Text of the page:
What makes a community? Is it just a name for a group of houses all in one area? Is it the shared facilities and services?
Really, it’s the connections between people that make a community hang together. Community associations — groups of neighbours who join together to make their part of Kamloops better — are a barometer of just how strong those connections are.
Kamloops is blessed to have a dozen community associations representing neighbourhoods from Aberdeen to Westsyde. But as you read this past week in The Daily News, it’s not easy keeping them running. The Juniper Ridge Community Association is in jeopardy of losing its status under the Societies Act after failing to get a quorum — that’s 15 residents — at its annual general meeting last week.
People may value what community associations do, but may be ignorant of how they function — and the fact is, like Juniper Ridge, they need participants, sometimes just to show up and vote.
Without those votes, and proper society status, Juniper Ridge will have trouble maintaining its annual community garage sale, Halloween fireworks and maintaining their local ice surface. They also risk losing an established voice with the City on community related issues like a dog park and traffic speeds through the community.
While Juniper’s troubles are in the news now, we suspect they may ring true for many of the other community associations in Kamloops.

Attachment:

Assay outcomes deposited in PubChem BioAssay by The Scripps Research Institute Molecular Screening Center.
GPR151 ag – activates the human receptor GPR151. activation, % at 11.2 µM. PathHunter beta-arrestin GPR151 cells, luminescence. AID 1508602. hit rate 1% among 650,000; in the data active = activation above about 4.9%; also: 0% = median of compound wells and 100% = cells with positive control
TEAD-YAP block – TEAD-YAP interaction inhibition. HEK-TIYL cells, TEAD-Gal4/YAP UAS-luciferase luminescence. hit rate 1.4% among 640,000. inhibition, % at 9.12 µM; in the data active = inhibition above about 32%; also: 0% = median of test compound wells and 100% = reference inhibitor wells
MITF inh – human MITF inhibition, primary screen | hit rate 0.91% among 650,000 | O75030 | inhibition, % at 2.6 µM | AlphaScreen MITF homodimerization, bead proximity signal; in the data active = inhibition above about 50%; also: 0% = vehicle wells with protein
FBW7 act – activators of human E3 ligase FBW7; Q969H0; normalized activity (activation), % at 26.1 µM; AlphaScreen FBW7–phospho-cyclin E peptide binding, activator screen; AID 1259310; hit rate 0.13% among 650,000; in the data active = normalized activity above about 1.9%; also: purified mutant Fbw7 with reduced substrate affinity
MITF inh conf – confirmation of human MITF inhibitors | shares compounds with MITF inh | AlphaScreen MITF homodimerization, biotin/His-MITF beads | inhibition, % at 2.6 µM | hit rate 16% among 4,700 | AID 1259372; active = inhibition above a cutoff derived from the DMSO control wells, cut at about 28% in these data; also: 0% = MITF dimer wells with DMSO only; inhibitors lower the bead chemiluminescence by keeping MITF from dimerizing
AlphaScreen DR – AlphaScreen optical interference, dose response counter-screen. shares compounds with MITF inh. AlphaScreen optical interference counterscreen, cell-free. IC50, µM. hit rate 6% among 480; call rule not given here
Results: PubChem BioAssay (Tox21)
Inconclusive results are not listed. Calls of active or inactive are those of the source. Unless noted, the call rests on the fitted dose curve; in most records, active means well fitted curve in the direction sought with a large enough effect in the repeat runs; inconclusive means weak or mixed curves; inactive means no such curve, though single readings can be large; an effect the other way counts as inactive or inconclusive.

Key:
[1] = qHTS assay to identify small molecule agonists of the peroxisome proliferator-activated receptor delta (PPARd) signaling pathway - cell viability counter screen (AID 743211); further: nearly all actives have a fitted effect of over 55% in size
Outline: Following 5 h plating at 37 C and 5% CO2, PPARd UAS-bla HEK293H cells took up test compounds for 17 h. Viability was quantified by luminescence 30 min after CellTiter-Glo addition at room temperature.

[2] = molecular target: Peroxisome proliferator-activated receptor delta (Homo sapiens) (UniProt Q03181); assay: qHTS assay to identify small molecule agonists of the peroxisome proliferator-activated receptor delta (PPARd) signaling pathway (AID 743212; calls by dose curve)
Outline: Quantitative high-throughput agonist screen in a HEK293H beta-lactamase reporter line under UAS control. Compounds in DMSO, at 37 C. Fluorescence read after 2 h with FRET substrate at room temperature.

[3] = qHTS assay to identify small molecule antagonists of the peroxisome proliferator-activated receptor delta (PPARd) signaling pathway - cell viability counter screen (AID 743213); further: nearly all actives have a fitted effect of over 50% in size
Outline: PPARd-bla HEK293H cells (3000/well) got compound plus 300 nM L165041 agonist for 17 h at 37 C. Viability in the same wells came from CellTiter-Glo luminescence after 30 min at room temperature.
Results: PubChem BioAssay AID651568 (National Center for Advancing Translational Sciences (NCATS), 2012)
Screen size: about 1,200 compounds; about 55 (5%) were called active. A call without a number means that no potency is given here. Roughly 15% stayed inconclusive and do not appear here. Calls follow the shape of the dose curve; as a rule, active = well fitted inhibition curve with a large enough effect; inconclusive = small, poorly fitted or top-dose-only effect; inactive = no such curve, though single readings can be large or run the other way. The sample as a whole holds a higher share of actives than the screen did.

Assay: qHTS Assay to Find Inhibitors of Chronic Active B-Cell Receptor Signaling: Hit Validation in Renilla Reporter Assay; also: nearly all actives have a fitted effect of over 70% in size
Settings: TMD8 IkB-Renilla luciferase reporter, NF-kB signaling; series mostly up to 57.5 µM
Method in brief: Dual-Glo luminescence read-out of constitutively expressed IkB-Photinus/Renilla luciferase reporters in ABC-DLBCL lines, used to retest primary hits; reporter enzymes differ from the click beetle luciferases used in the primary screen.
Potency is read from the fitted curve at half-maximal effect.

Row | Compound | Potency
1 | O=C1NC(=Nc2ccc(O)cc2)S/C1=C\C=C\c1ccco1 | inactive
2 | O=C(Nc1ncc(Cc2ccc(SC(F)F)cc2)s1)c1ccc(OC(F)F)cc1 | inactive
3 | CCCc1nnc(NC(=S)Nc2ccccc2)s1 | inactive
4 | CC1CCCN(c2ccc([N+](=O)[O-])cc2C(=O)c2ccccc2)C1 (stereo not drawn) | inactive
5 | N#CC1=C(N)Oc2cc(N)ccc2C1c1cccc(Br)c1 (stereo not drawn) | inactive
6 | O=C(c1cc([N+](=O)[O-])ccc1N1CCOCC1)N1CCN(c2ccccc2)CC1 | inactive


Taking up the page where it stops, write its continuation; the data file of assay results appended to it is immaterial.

Volunteer groups of all stripes often see the heavy lifting done by a small dedicated group.
Thankfully, these groups don’t stand alone. The City of Kamloops supports community associations by posting links to groups through the City website and in the biannual recreation guide (find the full list of community associations at www.kamloops.ca/socialdevelopment/ca-directory.shtml) and even offers grants for neighbourhood-driven projects organized by community groups.
Kamloops has all the pieces of the puzzle — a full network of community associations and a City committed to supporting them.
But none of that matters if the community doesn’t show up.
This Thanksgiving weekend, as you enjoy time in your community with your family and friends, be thankful for your community as well — and maybe look into what you can do to help your local community association.
We Say editorials represent the viewpoint of The Daily News and are written by publisher Tim Shoults, city editor Tracy Gilchrist, or associate news editors Dan Spark and Mark Rogers.